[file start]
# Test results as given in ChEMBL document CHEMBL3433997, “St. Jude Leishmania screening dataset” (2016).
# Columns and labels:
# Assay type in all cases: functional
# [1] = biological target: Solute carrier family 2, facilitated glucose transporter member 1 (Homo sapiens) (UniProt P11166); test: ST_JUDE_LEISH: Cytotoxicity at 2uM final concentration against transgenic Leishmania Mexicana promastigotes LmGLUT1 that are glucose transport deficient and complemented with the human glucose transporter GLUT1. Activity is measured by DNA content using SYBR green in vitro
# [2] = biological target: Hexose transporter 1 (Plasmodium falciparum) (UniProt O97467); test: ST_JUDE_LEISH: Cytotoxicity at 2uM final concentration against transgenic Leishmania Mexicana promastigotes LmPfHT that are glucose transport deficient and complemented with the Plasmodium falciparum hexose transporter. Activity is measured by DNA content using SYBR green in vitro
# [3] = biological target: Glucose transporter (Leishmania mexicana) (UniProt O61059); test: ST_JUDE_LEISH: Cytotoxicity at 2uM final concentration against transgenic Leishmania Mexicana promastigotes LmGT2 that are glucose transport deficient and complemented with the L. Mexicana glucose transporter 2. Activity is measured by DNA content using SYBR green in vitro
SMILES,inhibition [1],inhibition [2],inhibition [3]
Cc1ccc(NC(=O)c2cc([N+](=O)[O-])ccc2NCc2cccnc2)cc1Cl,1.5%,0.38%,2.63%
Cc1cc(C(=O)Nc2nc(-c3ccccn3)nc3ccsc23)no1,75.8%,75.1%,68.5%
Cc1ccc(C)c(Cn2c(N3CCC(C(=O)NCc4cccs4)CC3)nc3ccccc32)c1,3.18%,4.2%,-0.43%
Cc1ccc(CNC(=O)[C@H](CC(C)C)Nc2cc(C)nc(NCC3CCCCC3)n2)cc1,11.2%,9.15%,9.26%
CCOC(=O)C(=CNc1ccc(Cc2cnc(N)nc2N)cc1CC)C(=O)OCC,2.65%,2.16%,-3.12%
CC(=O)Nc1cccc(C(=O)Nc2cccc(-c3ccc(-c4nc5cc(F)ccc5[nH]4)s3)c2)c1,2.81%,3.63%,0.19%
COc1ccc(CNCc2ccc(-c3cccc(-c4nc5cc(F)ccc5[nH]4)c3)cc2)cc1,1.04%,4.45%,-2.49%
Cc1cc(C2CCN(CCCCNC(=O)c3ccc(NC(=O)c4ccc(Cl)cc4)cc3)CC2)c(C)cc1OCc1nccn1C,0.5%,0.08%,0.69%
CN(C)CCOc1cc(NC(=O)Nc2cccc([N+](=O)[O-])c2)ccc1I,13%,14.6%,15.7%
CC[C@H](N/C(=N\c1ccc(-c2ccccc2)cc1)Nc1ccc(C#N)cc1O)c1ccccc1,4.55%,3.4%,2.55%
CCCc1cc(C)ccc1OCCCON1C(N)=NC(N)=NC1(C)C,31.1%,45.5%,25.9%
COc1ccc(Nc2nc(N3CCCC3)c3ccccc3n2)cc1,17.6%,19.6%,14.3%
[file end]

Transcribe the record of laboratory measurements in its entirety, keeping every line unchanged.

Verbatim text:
# Test results as given in ChEMBL document CHEMBL3433997, “St. Jude Leishmania screening dataset” (2016).
# Columns and labels:
# Assay type in all cases: functional
# [1] = biological target: Solute carrier family 2, facilitated glucose transporter member 1 (Homo sapiens) (UniProt P11166); test: ST_JUDE_LEISH: Cytotoxicity at 2uM final concentration against transgenic Leishmania Mexicana promastigotes LmGLUT1 that are glucose transport deficient and complemented with the human glucose transporter GLUT1. Activity is measured by DNA content using SYBR green in vitro
# [2] = biological target: Hexose transporter 1 (Plasmodium falciparum) (UniProt O97467); test: ST_JUDE_LEISH: Cytotoxicity at 2uM final concentration against transgenic Leishmania Mexicana promastigotes LmPfHT that are glucose transport deficient and complemented with the Plasmodium falciparum hexose transporter. Activity is measured by DNA content using SYBR green in vitro
# [3] = biological target: Glucose transporter (Leishmania mexicana) (UniProt O61059); test: ST_JUDE_LEISH: Cytotoxicity at 2uM final concentration against transgenic Leishmania Mexicana promastigotes LmGT2 that are glucose transport deficient and complemented with the L. Mexicana glucose transporter 2. Activity is measured by DNA content using SYBR green in vitro
SMILES,inhibition [1],inhibition [2],inhibition [3]
Cc1ccc(NC(=O)c2cc([N+](=O)[O-])ccc2NCc2cccnc2)cc1Cl,1.5%,0.38%,2.63%
Cc1cc(C(=O)Nc2nc(-c3ccccn3)nc3ccsc23)no1,75.8%,75.1%,68.5%
Cc1ccc(C)c(Cn2c(N3CCC(C(=O)NCc4cccs4)CC3)nc3ccccc32)c1,3.18%,4.2%,-0.43%
Cc1ccc(CNC(=O)[C@H](CC(C)C)Nc2cc(C)nc(NCC3CCCCC3)n2)cc1,11.2%,9.15%,9.26%
CCOC(=O)C(=CNc1ccc(Cc2cnc(N)nc2N)cc1CC)C(=O)OCC,2.65%,2.16%,-3.12%
CC(=O)Nc1cccc(C(=O)Nc2cccc(-c3ccc(-c4nc5cc(F)ccc5[nH]4)s3)c2)c1,2.81%,3.63%,0.19%
COc1ccc(CNCc2ccc(-c3cccc(-c4nc5cc(F)ccc5[nH]4)c3)cc2)cc1,1.04%,4.45%,-2.49%
Cc1cc(C2CCN(CCCCNC(=O)c3ccc(NC(=O)c4ccc(Cl)cc4)cc3)CC2)c(C)cc1OCc1nccn1C,0.5%,0.08%,0.69%
CN(C)CCOc1cc(NC(=O)Nc2cccc([N+](=O)[O-])c2)ccc1I,13%,14.6%,15.7%
CC[C@H](N/C(=N\c1ccc(-c2ccccc2)cc1)Nc1ccc(C#N)cc1O)c1ccccc1,4.55%,3.4%,2.55%
CCCc1cc(C)ccc1OCCCON1C(N)=NC(N)=NC1(C)C,31.1%,45.5%,25.9%
COc1ccc(Nc2nc(N3CCCC3)c3ccccc3n2)cc1,17.6%,19.6%,14.3%